Dear YPG: How do I get an interview if I’m new in town?

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Dear YPG,

I recently moved to New York from the Midwest to pursue publishing jobs. Even though I had publishing internships in college (also in the Midwest), I’m really struggling to get interviews. I’m not sure if it is realistic for me to pursue an assistant-level position even though I’ve already interned. Any advice for the application process and scoring an interview?

Publishing Pains from the Plains


We feel your plight, PPP. Figuring out how to land that first publishing gig can be tricky, especially if you went to school somewhere other than the Northeast. But finding an entry-level position is entirely achievable. Your internship experience will stack up nicely against other candidates who are also looking for jobs at the assistant level—in fact, going from intern to assistant is a very typical publishing path. So take heart: while it can be tough to score that first interview, there are a few ways to crack the publishing nut.


  1. Networking

It may feel redundant and like a trope half-heartedly tossed around before every career fair, but networking remains a vital part of the job-seeking business. And it doesn’t have to be a daunting task. Start with who you already know. College career centers often extend their services to recent grads. It might be worth giving your alma mater a call to see if they know any alumni who work in publishing. If their databases come up short, ask for professionals in other industries who live in the NYC area and might be willing to meet up. Fields like broadcasting and journalism have obvious ties to publishing, but never discredit the happy accident: a teacher or even a software engineer may have a roommate who works on picture books. It might be worth some small talk about shared mascots and campus lore to ask the question—plus, now you finally have someone to go with to check out that cool alumni bar.


Be sure to tap the resources from your internships as well. While your past employers may be located far away from the city lights, that doesn’t mean their connections are. Large book conferences, workshops, or festivals often bring publishing giants and indie presses together in one space. It’s likely your old boss has professional acquaintances from across the country, or has had previous interns go on to join the fray in NYC. Don’t be afraid to ask your old coworkers if they have any contacts in your new neck of the woods.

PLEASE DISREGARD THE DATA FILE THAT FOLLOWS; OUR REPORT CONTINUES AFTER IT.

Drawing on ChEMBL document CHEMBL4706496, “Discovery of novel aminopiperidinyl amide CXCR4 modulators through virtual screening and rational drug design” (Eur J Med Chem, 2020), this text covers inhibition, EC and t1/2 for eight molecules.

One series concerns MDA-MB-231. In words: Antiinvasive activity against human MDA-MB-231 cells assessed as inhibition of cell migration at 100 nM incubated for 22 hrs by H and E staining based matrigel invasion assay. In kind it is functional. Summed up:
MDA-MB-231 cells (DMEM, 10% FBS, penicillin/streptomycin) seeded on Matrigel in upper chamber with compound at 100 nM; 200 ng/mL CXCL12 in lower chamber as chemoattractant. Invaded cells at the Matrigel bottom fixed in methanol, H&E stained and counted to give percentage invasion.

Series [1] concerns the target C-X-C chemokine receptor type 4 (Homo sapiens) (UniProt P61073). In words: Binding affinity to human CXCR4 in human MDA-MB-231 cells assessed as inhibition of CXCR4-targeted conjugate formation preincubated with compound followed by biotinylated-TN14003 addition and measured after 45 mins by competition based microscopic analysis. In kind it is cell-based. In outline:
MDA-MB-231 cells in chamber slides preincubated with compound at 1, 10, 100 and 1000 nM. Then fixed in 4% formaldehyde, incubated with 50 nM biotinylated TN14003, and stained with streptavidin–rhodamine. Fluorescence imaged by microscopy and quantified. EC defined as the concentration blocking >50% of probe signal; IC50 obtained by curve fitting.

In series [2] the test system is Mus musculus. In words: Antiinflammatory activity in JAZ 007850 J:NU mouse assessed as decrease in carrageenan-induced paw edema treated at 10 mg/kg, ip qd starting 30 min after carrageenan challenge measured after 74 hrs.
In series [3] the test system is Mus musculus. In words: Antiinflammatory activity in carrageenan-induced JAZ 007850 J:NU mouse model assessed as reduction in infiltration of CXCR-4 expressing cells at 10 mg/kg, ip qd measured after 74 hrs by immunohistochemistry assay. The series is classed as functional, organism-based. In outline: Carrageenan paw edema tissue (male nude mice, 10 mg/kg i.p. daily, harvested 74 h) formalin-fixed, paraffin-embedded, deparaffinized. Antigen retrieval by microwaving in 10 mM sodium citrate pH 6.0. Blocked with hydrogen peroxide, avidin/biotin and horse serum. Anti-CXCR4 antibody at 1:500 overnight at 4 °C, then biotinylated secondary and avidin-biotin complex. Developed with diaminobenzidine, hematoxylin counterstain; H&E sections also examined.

Finally, as you make new friends in the city, be vocal about who you are and what you’re looking for professionally. It’s to your advantage that the biggest publishing companies are all clustered in NYC. Someone you meet is bound to be within six degrees of separation to someone who works at one of them. Let others know what you’re about, and they’ll be happy to point you toward friends who can help in your search.


  1. Certificate Programs and Graduate School

If you’re looking for a little more structure, going back to school is an option. There are several publishing certificate and masters programs that connect students with some of the top professionals in the field. The Denver Publishing Institute, Columbia Publishing Course, and NYU Summer Publishing Institute are a few of the most prominent. These programs can come with a hefty price tag, but they often last only a few weeks and provide hands-on experience as well as organized networking events. Consider whether that path is right for you.


  1. Internships

Although it’s easy to feel like you’ve already paid your internship dues, it may make sense to pursue an additional internship or two in NYC. It’s not atypical for prospective job seekers to complete multiple internships before starting work full time, and more publishers offer paid internships (or at least a small stipend) than in the past. No matter where you work, being in an office gives you access to numerous individuals with years—sometimes decades!—of experience under their belt. In between endless reader reports and making copies for meetings, ask fellow employees to grab coffee. It’s a great chance to pick their brains about their jobs and how they got into the industry. It can help you decide which departments truly pique your interest, and your coworkers will likely have insider knowledge on positions opening up both at their workplace and others. If the timing is right, your internship may be the foot in the door you need to land a full-time job at the company. And even if the timing isn’t perfect, an internship at a major house is a great way to increase the chances that prospective full-time employers will personally know someone who can give you a glowing reference.


It can feel really tough to come into the book industry cold, but know that most people like talking about their jobs and many have been in your shoes before. The important thing is to keep letting others know what you’re looking for, and to not be afraid to ask for what you want. When you finally land that first interview, YPG has your back there, too. Best of luck.

–Dear YPG


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